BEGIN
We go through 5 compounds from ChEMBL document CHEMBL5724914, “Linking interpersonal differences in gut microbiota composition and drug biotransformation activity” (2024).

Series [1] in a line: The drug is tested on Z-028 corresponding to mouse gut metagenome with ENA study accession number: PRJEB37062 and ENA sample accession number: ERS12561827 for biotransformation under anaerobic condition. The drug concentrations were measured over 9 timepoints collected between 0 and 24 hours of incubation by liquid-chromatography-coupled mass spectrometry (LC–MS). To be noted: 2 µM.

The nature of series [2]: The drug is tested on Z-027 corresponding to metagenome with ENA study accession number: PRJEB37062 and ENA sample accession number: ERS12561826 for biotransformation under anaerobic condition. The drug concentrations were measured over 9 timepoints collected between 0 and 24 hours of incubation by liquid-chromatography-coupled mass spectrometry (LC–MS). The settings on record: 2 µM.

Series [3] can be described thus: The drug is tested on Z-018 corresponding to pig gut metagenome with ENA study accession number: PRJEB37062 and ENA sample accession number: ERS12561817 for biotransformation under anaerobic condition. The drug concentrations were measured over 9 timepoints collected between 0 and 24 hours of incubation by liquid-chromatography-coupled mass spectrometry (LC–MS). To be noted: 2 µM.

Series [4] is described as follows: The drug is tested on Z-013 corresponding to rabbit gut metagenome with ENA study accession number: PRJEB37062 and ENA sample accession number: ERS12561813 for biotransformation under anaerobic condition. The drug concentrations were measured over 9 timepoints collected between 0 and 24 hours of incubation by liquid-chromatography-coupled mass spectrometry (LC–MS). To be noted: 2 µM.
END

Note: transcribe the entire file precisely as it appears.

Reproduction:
We go through 5 compounds from ChEMBL document CHEMBL5724914, “Linking interpersonal differences in gut microbiota composition and drug biotransformation activity” (2024).

Series [1] in a line: The drug is tested on Z-028 corresponding to mouse gut metagenome with ENA study accession number: PRJEB37062 and ENA sample accession number: ERS12561827 for biotransformation under anaerobic condition. The drug concentrations were measured over 9 timepoints collected between 0 and 24 hours of incubation by liquid-chromatography-coupled mass spectrometry (LC–MS). To be noted: 2 µM.

The nature of series [2]: The drug is tested on Z-027 corresponding to metagenome with ENA study accession number: PRJEB37062 and ENA sample accession number: ERS12561826 for biotransformation under anaerobic condition. The drug concentrations were measured over 9 timepoints collected between 0 and 24 hours of incubation by liquid-chromatography-coupled mass spectrometry (LC–MS). The settings on record: 2 µM.

Series [3] can be described thus: The drug is tested on Z-018 corresponding to pig gut metagenome with ENA study accession number: PRJEB37062 and ENA sample accession number: ERS12561817 for biotransformation under anaerobic condition. The drug concentrations were measured over 9 timepoints collected between 0 and 24 hours of incubation by liquid-chromatography-coupled mass spectrometry (LC–MS). To be noted: 2 µM.

Series [4] is described as follows: The drug is tested on Z-013 corresponding to rabbit gut metagenome with ENA study accession number: PRJEB37062 and ENA sample accession number: ERS12561813 for biotransformation under anaerobic condition. The drug concentrations were measured over 9 timepoints collected between 0 and 24 hours of incubation by liquid-chromatography-coupled mass spectrometry (LC–MS). To be noted: 2 µM.